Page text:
Welcome to the Maunie of Ardwall blog

This is the blog of Maunie of Ardwall. After a six-year adventure sailing from Dartmouth to Australia, we are now back in Britain.

Sunday, 24 June 2012

Our Voyage Plan!

Some of you may be new to this blog so, with apologies to regular viewer, we thought we should recap a little as well as giving you a bit of an overview of what we plan to do this autumn. The blog has quite a lot of history so you can scroll back in time if you wish!

Anyway, as you’ll probably know by now, we're taking a career break to go ‘blue water’ sailing, after 13 years at Yeo Valley for Graham and five years running Wavelength HR for Dianne. Having sailed around Britain a few years ago, we have been thinking about this for a while and the dream began to crystallise into reality about 3 years ago. We bought our boat, ‘Maunie of Ardwall’, as a restoration project – she’d been left unused and unloved for several years following the death of her first owner so we got her at a ‘bargain price’ (perhaps less of a bargain if we work out how many hours we’ve spent fixing her up!) – and she’s the perfect yacht for two of us to handle. This is an outline of what we plan to do.

Our first goal is to sail to the Canaries, 1350 miles from Falmouth across the infamous Bay of Biscay, with stops en-route in Spain and Portugal. We need to be there by early-November, which is when the trade winds kick in to take us across the Atlantic, so we aim to leave the UK before the end of August to reduce the risk of gales across Biscay. Mind you, with the current weather patterns who knows what the weather will do!

For safety and shared knowledge, we’ve signed up on the Atlantic Rally for Cruisers (ARC) which has been running for a number of years. This year a record 270 boats will be setting off from Las Palmas to St Lucia on the 25th November.
Click here for the ARC website
With the ARC comes lots of support – daily weather forecasts and safety reporting, shared technical knowledge and a few parties at the finish. It should be a good introduction to crossing the ocean – which should take about 21-24 days for a boat of our size (and we’ll be on the smaller end of the scale; the average boat size is nearly 50ft). Two friends, Fergus McDonald and Richard Fetherston, both experienced sailors, are going to join us for the crossing which will make life much easier in terms of night watches and sail trimming. You’ll be able to follow us on the ARC website since each boat is given a ‘Yellowbrick’ – an automated satellite transponder which sends hourly reports of position, speed and course to the web tracker. More generally, whilst we’re away we will have email access via a clever satellite phone and share details of that nearer the time; it will allow us to upload the boat blog and to send photos.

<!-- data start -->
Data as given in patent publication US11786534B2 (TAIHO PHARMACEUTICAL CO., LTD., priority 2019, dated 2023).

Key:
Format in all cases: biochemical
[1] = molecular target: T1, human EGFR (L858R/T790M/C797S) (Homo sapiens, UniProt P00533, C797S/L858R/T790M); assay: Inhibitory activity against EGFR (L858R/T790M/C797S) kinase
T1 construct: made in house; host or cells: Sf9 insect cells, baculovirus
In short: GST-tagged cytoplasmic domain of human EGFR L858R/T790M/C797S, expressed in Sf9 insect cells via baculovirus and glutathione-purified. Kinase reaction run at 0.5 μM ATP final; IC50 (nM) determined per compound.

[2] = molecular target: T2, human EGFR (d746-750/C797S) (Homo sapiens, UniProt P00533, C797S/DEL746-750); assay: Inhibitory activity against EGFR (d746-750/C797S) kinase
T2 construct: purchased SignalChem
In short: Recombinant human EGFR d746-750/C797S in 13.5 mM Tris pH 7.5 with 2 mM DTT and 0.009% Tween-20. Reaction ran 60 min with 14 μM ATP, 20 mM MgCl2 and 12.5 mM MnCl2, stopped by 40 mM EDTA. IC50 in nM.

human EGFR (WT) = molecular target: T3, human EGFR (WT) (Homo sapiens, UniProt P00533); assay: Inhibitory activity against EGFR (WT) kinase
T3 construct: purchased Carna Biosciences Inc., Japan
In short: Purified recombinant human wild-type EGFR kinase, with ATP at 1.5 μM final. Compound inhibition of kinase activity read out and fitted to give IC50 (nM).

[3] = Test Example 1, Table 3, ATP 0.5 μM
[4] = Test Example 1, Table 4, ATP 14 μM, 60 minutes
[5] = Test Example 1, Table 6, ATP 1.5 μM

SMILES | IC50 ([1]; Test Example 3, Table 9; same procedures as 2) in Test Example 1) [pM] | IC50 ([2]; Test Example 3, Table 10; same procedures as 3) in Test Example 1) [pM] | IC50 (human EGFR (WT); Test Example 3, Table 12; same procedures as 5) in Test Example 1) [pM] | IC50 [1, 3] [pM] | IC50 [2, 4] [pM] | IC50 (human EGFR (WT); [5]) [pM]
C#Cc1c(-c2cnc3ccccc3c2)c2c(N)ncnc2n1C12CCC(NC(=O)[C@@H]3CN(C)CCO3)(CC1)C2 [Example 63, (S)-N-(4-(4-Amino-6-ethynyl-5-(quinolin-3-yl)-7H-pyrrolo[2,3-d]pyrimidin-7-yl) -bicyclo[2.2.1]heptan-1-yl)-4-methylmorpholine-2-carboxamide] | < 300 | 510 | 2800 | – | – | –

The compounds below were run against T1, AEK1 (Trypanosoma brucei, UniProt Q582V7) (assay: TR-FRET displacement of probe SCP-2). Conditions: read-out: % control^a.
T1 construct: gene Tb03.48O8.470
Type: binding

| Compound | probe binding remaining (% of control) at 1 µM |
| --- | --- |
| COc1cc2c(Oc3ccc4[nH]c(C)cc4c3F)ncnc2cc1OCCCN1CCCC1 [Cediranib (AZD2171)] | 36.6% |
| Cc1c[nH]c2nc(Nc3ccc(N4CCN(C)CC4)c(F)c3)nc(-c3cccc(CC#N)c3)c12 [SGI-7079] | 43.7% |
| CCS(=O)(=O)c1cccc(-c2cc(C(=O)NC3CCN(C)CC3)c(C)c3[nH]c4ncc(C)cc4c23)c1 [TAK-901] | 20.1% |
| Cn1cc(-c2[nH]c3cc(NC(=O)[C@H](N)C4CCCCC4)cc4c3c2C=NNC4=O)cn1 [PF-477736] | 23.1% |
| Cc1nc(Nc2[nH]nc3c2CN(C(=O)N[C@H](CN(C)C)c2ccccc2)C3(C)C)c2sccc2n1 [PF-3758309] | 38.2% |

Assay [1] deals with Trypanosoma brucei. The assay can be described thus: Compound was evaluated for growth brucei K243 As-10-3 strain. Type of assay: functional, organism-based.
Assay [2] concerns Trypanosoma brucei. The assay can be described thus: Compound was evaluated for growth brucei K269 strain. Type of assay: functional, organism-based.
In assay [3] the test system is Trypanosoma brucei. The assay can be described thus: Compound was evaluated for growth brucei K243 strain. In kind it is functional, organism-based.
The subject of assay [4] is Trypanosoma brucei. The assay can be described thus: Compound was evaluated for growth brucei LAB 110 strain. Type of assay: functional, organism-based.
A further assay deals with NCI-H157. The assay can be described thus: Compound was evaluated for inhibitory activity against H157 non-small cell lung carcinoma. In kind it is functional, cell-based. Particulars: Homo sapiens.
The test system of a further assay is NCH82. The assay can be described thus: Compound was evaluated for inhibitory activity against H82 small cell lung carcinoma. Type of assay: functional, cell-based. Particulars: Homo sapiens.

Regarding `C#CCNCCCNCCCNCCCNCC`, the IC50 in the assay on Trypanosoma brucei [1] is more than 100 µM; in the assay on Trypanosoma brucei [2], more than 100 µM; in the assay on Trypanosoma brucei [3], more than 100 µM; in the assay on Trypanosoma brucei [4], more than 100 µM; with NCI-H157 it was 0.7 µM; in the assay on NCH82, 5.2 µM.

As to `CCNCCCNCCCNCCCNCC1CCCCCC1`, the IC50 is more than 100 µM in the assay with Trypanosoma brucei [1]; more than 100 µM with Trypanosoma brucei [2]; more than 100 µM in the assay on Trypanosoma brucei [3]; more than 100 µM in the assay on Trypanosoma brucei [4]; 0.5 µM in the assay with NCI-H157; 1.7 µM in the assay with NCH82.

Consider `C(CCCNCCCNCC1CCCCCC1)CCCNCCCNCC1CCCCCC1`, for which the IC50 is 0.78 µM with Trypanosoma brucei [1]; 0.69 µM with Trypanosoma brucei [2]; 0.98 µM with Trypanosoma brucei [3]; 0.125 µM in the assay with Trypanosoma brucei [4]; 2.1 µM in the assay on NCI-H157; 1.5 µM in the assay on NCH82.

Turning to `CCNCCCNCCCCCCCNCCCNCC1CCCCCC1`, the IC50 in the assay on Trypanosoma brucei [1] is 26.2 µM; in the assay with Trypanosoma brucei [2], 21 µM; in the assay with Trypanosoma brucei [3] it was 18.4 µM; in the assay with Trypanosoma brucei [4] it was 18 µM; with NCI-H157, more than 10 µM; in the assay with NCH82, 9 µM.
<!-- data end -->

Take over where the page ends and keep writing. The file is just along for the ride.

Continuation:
Once we get to the Caribbean for Christmas (sounds nice), we broadly have two options:

1. Spend 4 months exploring the Caribbean then head north in April (to avoid the hurricane season) and return to Europe via the Azores. This would be a 12-month adventure

2. Leave the Caribbean in February, transit the Panama Canal and head for the Pacific for a circumnavigation. The route would look something like this:

Broad timings would be to arrive in New Zealand in November 2013, to spend 4 months there to avoid the cyclone season to the north. Depart March 2014 and aim to be in South Africa by November 2014, on to the Caribbean (probably via Brazil) in April 2015, back home via the Azores in August 2015.

The timings are all pretty prescribed to take advantage of the prevailing trade winds and currents. We can’t use the old ‘short cut’ via the Suez Canal and the Med due to the political situation and our route via Mauritius would keep us well away from the Somali pirates! It does add almost 6,000 miles to the trip, though.

Our choice of option will depend on how we feel about the life on board after a few months – we’d like to go for the circumnavigation option but we’ll see how things progress.

In the meantime, as you’ll imagine, we’ve still got a lot to do in a very short time but we've made good progress so far. Di’s completed her 9 day medical course so is very eager to apply ointment and sutures. Graham’s been to the World Cruising Club’s 3-day Blue Water symposium (which has added to the to-do lists) and has completed his Long Range Radio Certificate. We’ve both done an Ocean Safety training course in April and are busy updating all the safety kit on board. As you'll read elsewhere in the blog, we've installed a water maker and a satellite phone.

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